First Glance: Familiar face, trick top
On to its most distinctive aspect, the hardtop. Put the C70 in park, press a button, and voila! In a tick under 30 seconds, the trunk lid raises and the roof separates in three pieces then slides backward and stacks inside the cargo area (link goes to photo), all in an impressive display of mechanics and whirrs. Reversing the procedure achieves the security of a coupe, complete with a premium fabric headliner that makes it easy to forget that one is driving a convertible. Try that trick with most soft tops, no matter how well they’re constructed.
In The Driver’s Seat: Comfortable, attractive and safe
It’s easy to achieve a sense of serenity in the C70 thanks to typical Volvo attention to comfort. With well-padded cushions, great lumbar support, tilt-and-telescoping steering wheel and 8-way power seats, the front chairs invite lounging. Rear seaters don’t fare badly, either; with 33.9 inches of legroom, it’s not a bad place to spend a bit of time.
The C70 makes use of the S40’s floating dash, a slick design composed of brushed aluminum that resembles the slim elegance of a Razr phone. You can even secure small items behind the center panel. My test vehicle was equipped with the pricey Dynaudio sound system that pumped out multi-layered sound even at freeway speeds with the top down. I'm also fond of the quirky climate system pictogram that depicts where you’d prefer airflow, but overall ergonomics aren’t as intuitive and simple as you’d find in other vehicles.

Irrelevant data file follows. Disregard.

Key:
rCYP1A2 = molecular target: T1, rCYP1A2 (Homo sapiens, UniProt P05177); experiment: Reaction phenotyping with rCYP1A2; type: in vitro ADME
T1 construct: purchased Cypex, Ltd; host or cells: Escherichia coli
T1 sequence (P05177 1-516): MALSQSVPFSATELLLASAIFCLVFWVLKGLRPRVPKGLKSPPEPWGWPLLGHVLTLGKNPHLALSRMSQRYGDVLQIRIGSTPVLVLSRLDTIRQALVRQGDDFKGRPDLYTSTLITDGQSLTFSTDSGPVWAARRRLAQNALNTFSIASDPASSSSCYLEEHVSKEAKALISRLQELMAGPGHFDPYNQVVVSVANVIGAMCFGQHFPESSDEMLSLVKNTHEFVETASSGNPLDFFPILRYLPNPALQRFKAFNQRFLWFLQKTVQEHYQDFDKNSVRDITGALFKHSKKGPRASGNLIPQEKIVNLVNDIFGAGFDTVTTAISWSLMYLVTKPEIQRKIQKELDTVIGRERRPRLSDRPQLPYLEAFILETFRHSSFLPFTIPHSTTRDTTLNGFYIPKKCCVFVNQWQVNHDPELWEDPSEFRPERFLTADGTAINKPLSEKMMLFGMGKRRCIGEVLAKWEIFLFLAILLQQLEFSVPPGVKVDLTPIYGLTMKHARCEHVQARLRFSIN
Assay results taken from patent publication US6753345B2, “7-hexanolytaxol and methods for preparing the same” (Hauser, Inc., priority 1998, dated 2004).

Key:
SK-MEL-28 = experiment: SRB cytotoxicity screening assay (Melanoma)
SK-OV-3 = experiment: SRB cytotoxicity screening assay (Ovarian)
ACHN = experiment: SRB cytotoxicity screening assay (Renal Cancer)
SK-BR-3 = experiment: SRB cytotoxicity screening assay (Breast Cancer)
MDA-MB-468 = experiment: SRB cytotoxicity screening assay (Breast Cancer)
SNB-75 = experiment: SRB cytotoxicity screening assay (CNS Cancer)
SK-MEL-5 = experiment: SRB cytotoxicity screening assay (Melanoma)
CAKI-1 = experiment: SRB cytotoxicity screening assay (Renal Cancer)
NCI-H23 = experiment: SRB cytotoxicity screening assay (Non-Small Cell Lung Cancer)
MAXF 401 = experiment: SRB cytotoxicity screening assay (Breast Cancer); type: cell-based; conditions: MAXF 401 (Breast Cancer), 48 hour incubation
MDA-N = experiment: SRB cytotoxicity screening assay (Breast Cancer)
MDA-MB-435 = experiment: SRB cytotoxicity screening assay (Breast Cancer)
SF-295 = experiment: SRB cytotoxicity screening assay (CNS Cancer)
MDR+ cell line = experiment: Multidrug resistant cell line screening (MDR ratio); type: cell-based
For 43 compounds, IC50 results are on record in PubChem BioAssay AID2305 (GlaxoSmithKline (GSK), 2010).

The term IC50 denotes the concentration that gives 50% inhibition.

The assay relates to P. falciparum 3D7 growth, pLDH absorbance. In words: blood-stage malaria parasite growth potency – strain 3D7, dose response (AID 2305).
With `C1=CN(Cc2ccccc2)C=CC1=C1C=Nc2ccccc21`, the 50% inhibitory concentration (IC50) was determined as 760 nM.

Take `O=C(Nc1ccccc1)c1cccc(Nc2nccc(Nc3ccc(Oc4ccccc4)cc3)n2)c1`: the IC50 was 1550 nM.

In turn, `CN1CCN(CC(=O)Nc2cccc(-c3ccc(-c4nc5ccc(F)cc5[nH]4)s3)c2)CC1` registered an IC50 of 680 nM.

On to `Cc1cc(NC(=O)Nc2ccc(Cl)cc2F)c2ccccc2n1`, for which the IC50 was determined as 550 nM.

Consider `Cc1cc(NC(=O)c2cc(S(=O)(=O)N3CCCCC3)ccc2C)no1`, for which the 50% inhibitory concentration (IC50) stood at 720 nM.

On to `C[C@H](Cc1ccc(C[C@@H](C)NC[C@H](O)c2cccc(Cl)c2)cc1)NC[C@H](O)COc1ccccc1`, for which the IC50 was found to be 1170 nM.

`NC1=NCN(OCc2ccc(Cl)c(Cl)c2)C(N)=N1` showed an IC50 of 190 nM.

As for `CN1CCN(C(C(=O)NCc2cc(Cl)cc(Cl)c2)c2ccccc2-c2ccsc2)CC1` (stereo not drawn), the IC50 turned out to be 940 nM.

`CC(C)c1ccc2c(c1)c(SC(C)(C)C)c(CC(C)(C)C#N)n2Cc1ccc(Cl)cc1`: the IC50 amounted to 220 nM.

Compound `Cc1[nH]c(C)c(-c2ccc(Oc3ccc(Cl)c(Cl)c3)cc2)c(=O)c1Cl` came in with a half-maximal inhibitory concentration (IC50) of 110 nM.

Volvo pioneered the side curtain airbags that expand upward from the windowsills to help avoid head and shoulder injuries, even when the windows are down. True to Volvo heritage, the C70 is chock-full of active and passive safety gear too numerous to list here. Suffice it to say that Volvo takes the responsibility for your well-being very seriously.
On The Road: Long on sun, short on sport
But the C70 is no performance vehicle. With little communication from the steering wheel and plenty of lean in corners, this is not the car to be running hard and fast along the tempting curves toward Big Sur. Rather, it’s a GT of the traditional kind, soaking up bumps and ruts and keeping jostles to a minimum. Notably missing are those hobgoblins of convertibles, cowl shake and chassis flex; the engineers have done an admirable job of providing a stable driving experience. Powering the C70 is a turbocharged 5-cylinder engine making 218 horsepower. Low-end power is lackluster, but you can keep the revs high by rowing the Geartronic automatic or opting for the 6-speed manual.
Journey’s End: Good, but the competition is stiff
During my test drive, the C70 proved to be a talented jack-of-many-trades, transforming from a comfortable, attractive coupe to an invigorating convertible with a mere press of a button. You can buy any vehicle, but the experience of driving up the coast, chasing the amber sunset with the wind in your hair, your favorite person beside you, and not a care in the world, may just be priceless. -- Liz Kim